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Class Notes: Posing as Politics and Other Thoughts on the American Scene
Synopses & Reviews
Hailed by Publishers Weekly for its “forceful” and “bracing opinions on race and politics,” Class Notes is critic Adolph Reed Jr.’s latest blast of clear thinking on matters of race, class, and other American dilemmas. The book begins with a consideration of the theoretical and practical strategies of the U.S. left over the last three decades: Reed argues against the solipsistic approaches of cultural or identity politics, and in favor of class-based political interpretation and action.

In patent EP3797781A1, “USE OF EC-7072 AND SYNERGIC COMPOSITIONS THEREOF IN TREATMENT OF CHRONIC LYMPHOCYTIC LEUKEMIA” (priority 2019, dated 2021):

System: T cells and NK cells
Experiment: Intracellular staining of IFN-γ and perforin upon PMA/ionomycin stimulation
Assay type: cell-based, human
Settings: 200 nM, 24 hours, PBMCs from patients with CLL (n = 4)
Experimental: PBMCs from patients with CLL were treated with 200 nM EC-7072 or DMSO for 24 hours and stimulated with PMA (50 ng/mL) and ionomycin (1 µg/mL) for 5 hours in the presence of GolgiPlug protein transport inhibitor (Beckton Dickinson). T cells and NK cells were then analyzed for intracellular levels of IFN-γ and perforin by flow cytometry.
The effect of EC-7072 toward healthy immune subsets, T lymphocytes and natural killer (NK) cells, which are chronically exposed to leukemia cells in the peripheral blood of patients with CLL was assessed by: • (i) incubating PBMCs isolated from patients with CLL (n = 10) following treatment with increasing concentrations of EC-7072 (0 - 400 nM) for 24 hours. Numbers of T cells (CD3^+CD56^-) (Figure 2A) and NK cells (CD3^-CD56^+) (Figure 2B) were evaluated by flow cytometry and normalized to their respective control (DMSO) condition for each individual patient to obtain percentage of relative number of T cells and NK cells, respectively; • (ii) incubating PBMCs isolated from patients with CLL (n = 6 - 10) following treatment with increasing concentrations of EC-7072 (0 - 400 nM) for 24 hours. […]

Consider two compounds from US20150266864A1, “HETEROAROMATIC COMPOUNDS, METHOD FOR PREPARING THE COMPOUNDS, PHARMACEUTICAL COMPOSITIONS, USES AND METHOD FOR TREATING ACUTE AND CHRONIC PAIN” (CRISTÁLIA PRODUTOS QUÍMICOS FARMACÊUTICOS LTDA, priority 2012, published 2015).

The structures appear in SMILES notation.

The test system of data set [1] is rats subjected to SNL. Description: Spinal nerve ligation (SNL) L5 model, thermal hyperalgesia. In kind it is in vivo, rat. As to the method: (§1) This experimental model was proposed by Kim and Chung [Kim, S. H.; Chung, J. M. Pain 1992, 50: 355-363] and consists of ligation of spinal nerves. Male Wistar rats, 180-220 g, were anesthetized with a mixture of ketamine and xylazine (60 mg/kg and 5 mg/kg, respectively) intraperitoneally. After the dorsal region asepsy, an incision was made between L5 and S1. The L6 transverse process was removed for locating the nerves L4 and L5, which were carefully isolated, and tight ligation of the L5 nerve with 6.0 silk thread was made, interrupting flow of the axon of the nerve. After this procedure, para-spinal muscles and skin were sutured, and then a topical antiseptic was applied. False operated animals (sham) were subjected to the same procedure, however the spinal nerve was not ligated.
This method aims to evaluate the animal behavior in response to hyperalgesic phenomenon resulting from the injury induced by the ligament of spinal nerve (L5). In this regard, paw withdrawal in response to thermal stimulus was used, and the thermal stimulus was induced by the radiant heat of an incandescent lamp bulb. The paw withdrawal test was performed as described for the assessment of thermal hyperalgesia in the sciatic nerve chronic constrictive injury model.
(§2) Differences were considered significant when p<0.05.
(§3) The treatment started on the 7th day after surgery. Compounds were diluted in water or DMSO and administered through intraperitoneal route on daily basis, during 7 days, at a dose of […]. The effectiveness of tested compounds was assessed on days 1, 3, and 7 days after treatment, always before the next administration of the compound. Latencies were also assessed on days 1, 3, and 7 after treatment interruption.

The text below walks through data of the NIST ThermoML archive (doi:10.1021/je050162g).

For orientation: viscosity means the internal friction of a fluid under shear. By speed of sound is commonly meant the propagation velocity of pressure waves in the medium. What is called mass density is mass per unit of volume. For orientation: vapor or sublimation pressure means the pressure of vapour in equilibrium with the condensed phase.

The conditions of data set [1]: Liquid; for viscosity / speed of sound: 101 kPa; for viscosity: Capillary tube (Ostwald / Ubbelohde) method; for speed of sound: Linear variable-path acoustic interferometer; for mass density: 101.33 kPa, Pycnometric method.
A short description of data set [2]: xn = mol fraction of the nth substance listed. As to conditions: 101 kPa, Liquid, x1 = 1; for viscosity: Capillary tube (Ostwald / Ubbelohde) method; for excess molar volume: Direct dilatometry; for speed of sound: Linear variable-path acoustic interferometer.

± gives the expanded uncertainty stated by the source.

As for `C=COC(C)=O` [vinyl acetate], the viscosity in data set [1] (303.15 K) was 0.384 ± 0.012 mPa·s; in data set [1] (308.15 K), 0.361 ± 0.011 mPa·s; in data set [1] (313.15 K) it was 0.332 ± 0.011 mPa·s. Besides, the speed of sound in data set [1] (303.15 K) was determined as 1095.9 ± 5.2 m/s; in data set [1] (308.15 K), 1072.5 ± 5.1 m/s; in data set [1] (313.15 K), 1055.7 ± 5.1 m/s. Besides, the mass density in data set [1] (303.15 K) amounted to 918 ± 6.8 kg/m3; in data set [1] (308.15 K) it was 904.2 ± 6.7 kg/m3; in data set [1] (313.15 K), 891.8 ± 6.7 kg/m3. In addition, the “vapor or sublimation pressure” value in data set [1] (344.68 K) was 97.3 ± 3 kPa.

Class Notes moves on to tackle race relations, ethnic studies, family values, welfare reform, the so-called underclass, and black public intellectuals in essays called “head-spinning” and “brilliantly executed” by David Levering Lewis.
Adolph Reed Jr. has earned a national reputation for his controversial evaluations of American politics. These essays illustrate why people like Katha Pollitt consider Reed “the smartest person of any race, class, or gender writing on race, class, and gender.”
Essays on labor and race from one of America's most provocative and insightful intellectuals.
About the Author
Adolph Reed Jr. is a professor of political science at the University of Pennsylvania. He is the editor of Race, Politics, and Culture and Without Justice for All and the author of The Jesse Jackson Phenomenon, W.E.B. Du Bois and American Political Thought, and Stirrings in the Jug.
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